So, on 27 July, I met up with Neil Morton, who had generously volunteered to accompany me up the Thames. We dropped the van at the finish point, then drove to Lechlade, pumped up the kayak, gathered our belongings, slathered me with suncream and then down the muddy bank I slithered into the brown-green waters of the Thames. We slid the kayak in, Neil climbed aboard, and off we went. Stroke, stroke, stroke. What could possibly go wrong?
Well...poor Neil quickly learned the hard way that his kayak had a puncture, and after only a few minutes of paddling, the kayaking was sagging unnervingly, looking dangerously like it was about to fold in two around Neil before sinking unceremoniously to the muddy bottom. He paddled quickly to the bank and scrabbled ashore, dragging the now floppy kayak behind him. Further explorations revealed a puncture too serious to deal with there and then, so a quick Plan B was concocted - Neil would stash the kayak at a nearby campsite, then he would spot for me from the tow-path, carrying the feeds and kit in the rucksack-style bag that the kayak is stored in. It is important to note that this bag is in no way designed for 10 mile walks laden down with bottles of carb drink, and for even contemplating this, Neil deserves a medal. He dragged the deflated kayak across a cow field to the campsite, and then heaved the bag onto his back; I slithered back down the bank, and off we went again.
For me (but probably less so for Neil), this was a lovely swim. I've not done much river swimming, and the linearity of it gives the swim a 'journeying' feel. I love the idea that you could just keep swimming to London and then pop out into the sea. The river is teeming with bird and plantlife, and winds lazily through the fields and trees. Some parts of it have been more actively 'civilised' for human use and are edged with boat moorings or manicured pub gardens whose occupants would put down their drinks and point in surprise as I swam past. There are also a number of weirs and locks, which I would walk through in my costume, hat, goggles and lime green crocs to the considerable bewilderment of other lock-users before plopping back into the water downstream of the lock gates. There were some gloriously comic moments too: an encounter with a very angry swan that objected to us stopping at the bank for a feed and which Neil tried to distract with thrown jelly babies (note for the future: this doesn't work and only angers the swan further); the fisherman, annoyed that I had disturbed his fishing, who catapulted maggots at me as I swam past; and poor Neil, who sat on a nest of ants whilst trying to pass me a feed. (Neil, as you can tell, suffered greatly during this particular swim and will no doubt think twice in the future before ever starting a conversation with "I've got an idea for a swim...").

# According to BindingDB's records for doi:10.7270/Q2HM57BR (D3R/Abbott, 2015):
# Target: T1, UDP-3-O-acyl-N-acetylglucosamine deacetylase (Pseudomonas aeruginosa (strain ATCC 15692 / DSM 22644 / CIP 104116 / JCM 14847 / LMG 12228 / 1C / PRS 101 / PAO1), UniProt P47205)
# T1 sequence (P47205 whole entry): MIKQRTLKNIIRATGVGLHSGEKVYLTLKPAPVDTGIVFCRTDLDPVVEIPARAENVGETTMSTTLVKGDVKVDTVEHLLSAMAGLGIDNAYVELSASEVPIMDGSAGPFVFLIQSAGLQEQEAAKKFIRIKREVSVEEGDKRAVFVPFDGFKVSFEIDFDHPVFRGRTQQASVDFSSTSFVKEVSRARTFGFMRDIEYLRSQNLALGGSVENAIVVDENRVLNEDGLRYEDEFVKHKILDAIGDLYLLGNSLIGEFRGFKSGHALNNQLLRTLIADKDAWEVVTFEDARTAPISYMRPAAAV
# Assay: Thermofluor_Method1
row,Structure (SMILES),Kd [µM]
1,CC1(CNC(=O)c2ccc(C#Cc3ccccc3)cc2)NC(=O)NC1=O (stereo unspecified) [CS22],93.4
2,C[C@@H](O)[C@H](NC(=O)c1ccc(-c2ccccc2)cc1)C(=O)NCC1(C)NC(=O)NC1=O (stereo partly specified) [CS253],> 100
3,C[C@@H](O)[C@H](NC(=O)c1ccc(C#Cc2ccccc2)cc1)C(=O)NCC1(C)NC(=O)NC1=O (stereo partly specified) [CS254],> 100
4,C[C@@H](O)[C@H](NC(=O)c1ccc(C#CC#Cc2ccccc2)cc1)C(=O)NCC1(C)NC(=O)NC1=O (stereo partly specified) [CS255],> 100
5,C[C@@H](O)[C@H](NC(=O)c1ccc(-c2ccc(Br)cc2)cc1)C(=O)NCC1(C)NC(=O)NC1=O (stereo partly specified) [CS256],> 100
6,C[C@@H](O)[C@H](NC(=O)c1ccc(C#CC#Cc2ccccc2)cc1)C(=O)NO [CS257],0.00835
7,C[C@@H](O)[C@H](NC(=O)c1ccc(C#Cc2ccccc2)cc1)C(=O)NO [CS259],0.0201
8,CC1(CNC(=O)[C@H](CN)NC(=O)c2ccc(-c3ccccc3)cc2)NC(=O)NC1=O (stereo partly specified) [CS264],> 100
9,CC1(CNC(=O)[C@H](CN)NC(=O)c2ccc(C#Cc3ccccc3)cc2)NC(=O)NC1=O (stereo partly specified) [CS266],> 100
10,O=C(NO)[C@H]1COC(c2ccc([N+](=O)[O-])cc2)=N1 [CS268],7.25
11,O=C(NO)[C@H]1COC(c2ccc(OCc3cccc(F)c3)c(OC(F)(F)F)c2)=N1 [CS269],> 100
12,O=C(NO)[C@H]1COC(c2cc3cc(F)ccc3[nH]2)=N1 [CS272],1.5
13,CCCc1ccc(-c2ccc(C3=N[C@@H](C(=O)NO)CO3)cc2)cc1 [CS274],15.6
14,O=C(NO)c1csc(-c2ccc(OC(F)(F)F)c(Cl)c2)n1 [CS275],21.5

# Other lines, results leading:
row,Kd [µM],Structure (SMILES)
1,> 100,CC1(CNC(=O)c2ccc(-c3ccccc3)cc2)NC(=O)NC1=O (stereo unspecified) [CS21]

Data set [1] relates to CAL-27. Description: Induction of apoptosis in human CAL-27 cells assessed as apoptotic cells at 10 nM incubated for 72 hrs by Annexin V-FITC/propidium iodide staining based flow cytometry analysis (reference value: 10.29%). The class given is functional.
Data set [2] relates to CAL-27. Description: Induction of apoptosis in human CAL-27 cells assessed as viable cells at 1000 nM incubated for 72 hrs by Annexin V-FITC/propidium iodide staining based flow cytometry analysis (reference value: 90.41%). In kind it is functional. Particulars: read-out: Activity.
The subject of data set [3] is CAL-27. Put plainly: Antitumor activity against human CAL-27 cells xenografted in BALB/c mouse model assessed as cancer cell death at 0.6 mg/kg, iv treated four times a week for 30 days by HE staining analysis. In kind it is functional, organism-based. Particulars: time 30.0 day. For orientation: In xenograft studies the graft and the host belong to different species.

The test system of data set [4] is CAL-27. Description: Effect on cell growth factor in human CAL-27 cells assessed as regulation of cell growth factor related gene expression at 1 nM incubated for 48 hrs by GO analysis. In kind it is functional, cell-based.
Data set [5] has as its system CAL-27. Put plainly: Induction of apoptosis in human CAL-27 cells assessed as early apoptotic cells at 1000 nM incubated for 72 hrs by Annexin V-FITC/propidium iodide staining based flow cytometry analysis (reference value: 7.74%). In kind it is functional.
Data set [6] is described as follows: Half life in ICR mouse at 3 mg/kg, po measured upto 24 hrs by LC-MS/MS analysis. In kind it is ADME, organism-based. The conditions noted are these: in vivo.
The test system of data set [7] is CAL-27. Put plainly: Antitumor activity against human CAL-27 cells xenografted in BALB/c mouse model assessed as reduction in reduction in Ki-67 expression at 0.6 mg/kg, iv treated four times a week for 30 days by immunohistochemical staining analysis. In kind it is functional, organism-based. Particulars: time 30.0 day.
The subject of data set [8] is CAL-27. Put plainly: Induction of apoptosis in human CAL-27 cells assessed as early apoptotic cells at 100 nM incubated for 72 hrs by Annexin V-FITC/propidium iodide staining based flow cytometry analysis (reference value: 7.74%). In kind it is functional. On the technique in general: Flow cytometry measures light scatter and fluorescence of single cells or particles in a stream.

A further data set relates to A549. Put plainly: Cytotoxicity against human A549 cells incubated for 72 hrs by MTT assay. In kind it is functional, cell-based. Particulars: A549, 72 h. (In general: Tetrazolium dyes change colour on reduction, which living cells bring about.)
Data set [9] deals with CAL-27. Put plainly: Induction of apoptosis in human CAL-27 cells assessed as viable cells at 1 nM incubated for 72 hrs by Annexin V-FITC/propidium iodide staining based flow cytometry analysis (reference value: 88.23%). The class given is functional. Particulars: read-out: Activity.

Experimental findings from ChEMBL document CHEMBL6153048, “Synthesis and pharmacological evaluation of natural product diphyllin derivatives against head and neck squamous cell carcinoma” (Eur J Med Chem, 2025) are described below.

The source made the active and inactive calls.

I finished the swim in 5 hours (about 17km according to my Hydrotracker, so I definitely benefitted from the slight flow of the river in my favour), just before the rain started to come down in sheets - so at least the long-suffering Neil was spared that additional indignity. Peter met us at the finish point, and we got changed and then drove to Lechlade to recover the kayak which, in a final insult to Neil, had to be folded up, still smeared with cow dung from being dragged across the field, into the back of his car. I'm really not sure that the pizza dinner that we had afterwards was anything like compensation enough for his labours, but I had a wonderful river swim that was both excellent training and a welcome reminder of the pleasures of swimming. For this, and everything else that day, I am enormously grateful to Neil.
But then the revenge...not from Neil, but from the river. I've never been made ill by the water I've swum in, and I was happily left unscathed by the sewerage-polluted waters around Manhattan in June which made so many of my fellow swimmers ill. But within 24 hours, my body was doing everything in its power to rid itself of whatever unwelcome bacteria was in there and I was not happy. It finally abated two days later, but was certainly enough to make me think twice before swimming in the Thames again...although I know that many people do without ill effect. Just bad luck, perhaps.
But in spite of the unfortunate conclusion, the swim itself was a wonderful, exciting, confidence-boosting day. Many thanks to Neil for the many labours and indignities that he was subjected to - I definitely owe you. And for me, it was then onwards, stomach still churning angrily, to the Lake District....